List of abbreviations
Vocabulary
of micros-
copic
anatomy
specialist terms
explained in
English +
German

Every attempt was made to provide correct information and labelling, however any liability for eventual errors or incompleteness is rejected!

dieser Seite

Editor:
Dr. med.
H. Jastrow


Conditions
of use
Overview aggregated macrotubules (Macrotubuli aggregati; MA):
All images were taken from horizontal cells of human retina.
horizontal cell with
macrotubuli aggregati
cross-sectioned
MA 1
cross-sectioned
MA 2
cross-sectioned
MA 3
Detail 1 showing MA MA Detail 2
longitudinally sectioned MA
overview
longitudinally sectioned
MA Detail 3
longitudinally sectioned
MA Detail 4
MA in a preparation fixed
14 hours post mortem
MA with multiple
layered walls overview
MA with triple
layered wall
Macrotubuli aggregati (MA; English: aggregated macrotubules) are known as Kolmer`s crystalloids, a not quite correct term derived from light microscopy. They are grouped large tubes running almost parallel to each other. Their walls consist of obliquely running parallel intermediate filaments (diameter: 12.5 nm). They have simple, single layered walls in over 97%. However, few of them show double or multiple layered walls. Large amounts of ribosomes are attached mainly to the inner walls of the tubes via fine stalks. The mean diameter of the tubes is 235.7 ± 29.7 nm. Their length may reach over 10 µm. MA are present in about 20% of all horizontal cells in human retina. They could not be detected in other species investigated so far with few exceptions: rhesus monkey, chimpanzee, beagle dogs. Further MA were noted in pathological human cornea and in the pinealocytes of one mouse species (Acomys cahirinus dimidiatus). Probably they support the cytoskeleton and serve as storage site for ribosomes, however their function still remains to be elucidated.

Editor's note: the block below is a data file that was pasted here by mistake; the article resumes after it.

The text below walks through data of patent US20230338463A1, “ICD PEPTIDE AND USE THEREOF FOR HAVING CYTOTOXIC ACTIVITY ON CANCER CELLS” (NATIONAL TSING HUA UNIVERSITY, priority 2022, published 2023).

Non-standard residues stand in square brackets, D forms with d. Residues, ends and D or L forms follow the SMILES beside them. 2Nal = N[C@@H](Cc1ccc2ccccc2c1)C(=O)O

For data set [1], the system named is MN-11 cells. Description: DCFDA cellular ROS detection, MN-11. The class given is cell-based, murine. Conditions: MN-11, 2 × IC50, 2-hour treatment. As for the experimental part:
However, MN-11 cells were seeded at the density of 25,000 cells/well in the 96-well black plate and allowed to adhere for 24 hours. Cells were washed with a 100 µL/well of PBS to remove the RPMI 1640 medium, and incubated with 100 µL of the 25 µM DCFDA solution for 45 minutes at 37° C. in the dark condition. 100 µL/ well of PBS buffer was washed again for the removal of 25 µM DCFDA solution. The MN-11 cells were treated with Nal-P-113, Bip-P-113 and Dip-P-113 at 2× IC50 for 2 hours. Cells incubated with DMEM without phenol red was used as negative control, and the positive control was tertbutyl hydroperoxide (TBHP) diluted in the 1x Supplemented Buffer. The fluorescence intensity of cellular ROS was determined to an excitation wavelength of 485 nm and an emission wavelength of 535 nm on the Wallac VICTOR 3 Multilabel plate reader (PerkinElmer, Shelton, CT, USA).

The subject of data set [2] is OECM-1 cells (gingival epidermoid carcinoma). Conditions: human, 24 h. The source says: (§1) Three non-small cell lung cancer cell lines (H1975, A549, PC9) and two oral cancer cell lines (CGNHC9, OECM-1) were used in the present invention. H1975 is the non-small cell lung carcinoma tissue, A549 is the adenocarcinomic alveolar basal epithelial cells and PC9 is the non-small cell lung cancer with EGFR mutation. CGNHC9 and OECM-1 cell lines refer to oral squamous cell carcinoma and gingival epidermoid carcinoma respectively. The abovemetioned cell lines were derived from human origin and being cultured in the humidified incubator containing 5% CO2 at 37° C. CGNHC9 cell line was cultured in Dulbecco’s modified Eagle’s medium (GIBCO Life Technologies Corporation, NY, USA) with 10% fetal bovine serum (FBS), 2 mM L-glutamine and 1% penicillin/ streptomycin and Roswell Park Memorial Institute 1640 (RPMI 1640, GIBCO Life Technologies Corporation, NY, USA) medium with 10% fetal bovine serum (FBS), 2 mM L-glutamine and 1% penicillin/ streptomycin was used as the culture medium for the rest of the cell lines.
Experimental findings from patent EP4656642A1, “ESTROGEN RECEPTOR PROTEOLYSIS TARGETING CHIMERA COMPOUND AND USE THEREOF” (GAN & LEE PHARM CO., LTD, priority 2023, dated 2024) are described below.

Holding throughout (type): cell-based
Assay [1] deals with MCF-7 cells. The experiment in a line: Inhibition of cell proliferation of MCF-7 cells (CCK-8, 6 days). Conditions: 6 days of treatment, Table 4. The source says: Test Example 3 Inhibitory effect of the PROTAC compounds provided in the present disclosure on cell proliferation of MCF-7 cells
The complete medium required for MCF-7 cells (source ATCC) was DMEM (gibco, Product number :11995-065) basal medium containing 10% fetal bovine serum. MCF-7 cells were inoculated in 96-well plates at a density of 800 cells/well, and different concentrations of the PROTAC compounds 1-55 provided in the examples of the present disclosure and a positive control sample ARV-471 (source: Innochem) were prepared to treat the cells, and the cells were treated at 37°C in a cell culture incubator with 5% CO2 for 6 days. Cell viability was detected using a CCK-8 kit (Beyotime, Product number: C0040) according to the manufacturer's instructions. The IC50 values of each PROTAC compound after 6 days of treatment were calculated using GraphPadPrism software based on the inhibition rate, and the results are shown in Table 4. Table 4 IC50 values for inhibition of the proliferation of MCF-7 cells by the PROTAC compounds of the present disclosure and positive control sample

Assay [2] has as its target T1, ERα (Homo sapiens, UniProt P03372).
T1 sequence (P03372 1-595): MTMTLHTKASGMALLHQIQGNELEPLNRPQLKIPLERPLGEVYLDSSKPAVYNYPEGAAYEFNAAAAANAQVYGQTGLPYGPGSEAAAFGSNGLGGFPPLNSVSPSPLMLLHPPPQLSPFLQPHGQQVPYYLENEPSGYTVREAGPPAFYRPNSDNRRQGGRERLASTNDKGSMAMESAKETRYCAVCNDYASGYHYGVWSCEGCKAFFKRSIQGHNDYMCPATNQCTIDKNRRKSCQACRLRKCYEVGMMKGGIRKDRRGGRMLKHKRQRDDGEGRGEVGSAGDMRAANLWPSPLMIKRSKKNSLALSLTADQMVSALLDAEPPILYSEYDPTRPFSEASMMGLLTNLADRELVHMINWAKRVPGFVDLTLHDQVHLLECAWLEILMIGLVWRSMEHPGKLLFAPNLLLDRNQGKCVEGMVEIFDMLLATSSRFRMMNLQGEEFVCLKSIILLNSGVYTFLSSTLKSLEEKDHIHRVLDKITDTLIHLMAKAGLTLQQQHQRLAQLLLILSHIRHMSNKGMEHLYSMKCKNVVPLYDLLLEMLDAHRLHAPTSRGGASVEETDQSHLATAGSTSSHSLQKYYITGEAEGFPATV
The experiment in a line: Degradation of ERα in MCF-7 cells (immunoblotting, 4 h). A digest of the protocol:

--> Presentation on Macrotubuli aggregati providing further information
--> human retina  - retina of other mammals
--> Electron microscopic atlas: Overview
--> Homepage of the workshop


I am grateful to Prof. B. Stoffelns (Universitätsaugenklinik Mainz), Prof. N. Ardjomand, Prof. E. Haller-Schober and M. Theisl (Universitätsklinikum Graz) for the provided specimens. Images, page & copyright H. Jastrow.